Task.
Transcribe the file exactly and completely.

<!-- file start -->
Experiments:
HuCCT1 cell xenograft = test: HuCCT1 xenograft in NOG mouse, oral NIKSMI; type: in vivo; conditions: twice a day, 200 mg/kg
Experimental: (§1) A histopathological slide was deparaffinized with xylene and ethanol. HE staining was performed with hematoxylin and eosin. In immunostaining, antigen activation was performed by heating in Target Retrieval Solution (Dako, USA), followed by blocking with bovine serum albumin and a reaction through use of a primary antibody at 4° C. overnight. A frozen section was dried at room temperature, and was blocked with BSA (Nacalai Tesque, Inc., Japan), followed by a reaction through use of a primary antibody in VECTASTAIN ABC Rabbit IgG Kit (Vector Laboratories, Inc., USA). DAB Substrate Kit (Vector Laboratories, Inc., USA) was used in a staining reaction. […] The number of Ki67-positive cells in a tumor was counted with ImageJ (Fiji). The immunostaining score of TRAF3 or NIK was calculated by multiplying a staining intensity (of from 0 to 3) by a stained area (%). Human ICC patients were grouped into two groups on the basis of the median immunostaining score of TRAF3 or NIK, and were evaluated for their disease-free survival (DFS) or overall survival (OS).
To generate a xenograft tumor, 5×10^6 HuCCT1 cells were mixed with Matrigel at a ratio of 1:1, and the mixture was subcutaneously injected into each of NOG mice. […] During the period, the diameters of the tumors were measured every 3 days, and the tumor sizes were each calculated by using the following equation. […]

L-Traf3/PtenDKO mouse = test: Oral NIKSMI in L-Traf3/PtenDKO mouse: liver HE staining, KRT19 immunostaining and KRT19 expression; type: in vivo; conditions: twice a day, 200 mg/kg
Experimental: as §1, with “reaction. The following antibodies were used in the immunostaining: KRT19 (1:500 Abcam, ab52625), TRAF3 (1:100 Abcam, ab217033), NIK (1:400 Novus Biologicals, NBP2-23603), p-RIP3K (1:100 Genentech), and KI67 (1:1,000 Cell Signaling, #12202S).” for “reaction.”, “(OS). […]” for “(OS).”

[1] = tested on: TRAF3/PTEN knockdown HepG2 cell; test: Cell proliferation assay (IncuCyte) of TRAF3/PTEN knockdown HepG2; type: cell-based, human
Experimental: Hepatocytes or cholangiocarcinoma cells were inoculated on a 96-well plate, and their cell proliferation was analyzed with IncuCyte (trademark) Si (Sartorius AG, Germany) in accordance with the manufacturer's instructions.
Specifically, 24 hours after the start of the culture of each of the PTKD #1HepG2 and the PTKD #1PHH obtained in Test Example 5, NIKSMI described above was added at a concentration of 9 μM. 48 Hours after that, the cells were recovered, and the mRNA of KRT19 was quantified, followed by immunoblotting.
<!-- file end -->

Experiments:
HuCCT1 cell xenograft = test: HuCCT1 xenograft in NOG mouse, oral NIKSMI; type: in vivo; conditions: twice a day, 200 mg/kg
Experimental: (§1) A histopathological slide was deparaffinized with xylene and ethanol. HE staining was performed with hematoxylin and eosin. In immunostaining, antigen activation was performed by heating in Target Retrieval Solution (Dako, USA), followed by blocking with bovine serum albumin and a reaction through use of a primary antibody at 4° C. overnight. A frozen section was dried at room temperature, and was blocked with BSA (Nacalai Tesque, Inc., Japan), followed by a reaction through use of a primary antibody in VECTASTAIN ABC Rabbit IgG Kit (Vector Laboratories, Inc., USA). DAB Substrate Kit (Vector Laboratories, Inc., USA) was used in a staining reaction. […] The number of Ki67-positive cells in a tumor was counted with ImageJ (Fiji). The immunostaining score of TRAF3 or NIK was calculated by multiplying a staining intensity (of from 0 to 3) by a stained area (%). Human ICC patients were grouped into two groups on the basis of the median immunostaining score of TRAF3 or NIK, and were evaluated for their disease-free survival (DFS) or overall survival (OS).
To generate a xenograft tumor, 5×10^6 HuCCT1 cells were mixed with Matrigel at a ratio of 1:1, and the mixture was subcutaneously injected into each of NOG mice. […] During the period, the diameters of the tumors were measured every 3 days, and the tumor sizes were each calculated by using the following equation. […]

L-Traf3/PtenDKO mouse = test: Oral NIKSMI in L-Traf3/PtenDKO mouse: liver HE staining, KRT19 immunostaining and KRT19 expression; type: in vivo; conditions: twice a day, 200 mg/kg
Experimental: as §1, with “reaction. The following antibodies were used in the immunostaining: KRT19 (1:500 Abcam, ab52625), TRAF3 (1:100 Abcam, ab217033), NIK (1:400 Novus Biologicals, NBP2-23603), p-RIP3K (1:100 Genentech), and KI67 (1:1,000 Cell Signaling, #12202S).” for “reaction.”, “(OS). […]” for “(OS).”

[1] = tested on: TRAF3/PTEN knockdown HepG2 cell; test: Cell proliferation assay (IncuCyte) of TRAF3/PTEN knockdown HepG2; type: cell-based, human
Experimental: Hepatocytes or cholangiocarcinoma cells were inoculated on a 96-well plate, and their cell proliferation was analyzed with IncuCyte (trademark) Si (Sartorius AG, Germany) in accordance with the manufacturer's instructions.
Specifically, 24 hours after the start of the culture of each of the PTKD #1HepG2 and the PTKD #1PHH obtained in Test Example 5, NIKSMI described above was added at a concentration of 9 μM. 48 Hours after that, the cells were recovered, and the mRNA of KRT19 was quantified, followed by immunoblotting.